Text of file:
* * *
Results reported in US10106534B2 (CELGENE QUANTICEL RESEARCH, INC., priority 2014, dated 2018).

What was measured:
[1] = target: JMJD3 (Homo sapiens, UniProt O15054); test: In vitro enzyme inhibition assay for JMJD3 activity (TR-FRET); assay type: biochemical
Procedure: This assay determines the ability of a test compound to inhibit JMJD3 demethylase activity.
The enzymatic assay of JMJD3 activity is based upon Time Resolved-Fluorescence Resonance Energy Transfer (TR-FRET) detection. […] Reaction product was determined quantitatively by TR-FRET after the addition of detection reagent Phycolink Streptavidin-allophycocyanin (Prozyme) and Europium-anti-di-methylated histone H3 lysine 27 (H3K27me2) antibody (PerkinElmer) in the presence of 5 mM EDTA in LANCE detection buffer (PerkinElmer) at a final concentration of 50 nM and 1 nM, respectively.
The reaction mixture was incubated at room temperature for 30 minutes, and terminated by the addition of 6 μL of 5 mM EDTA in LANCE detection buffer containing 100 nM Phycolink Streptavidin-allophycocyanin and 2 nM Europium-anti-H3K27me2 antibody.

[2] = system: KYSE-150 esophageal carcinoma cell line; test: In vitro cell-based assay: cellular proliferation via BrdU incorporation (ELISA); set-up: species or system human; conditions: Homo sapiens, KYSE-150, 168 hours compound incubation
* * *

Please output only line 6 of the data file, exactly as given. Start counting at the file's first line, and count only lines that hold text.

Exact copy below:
The reaction mixture was incubated at room temperature for 30 minutes, and terminated by the addition of 6 μL of 5 mM EDTA in LANCE detection buffer containing 100 nM Phycolink Streptavidin-allophycocyanin and 2 nM Europium-anti-H3K27me2 antibody.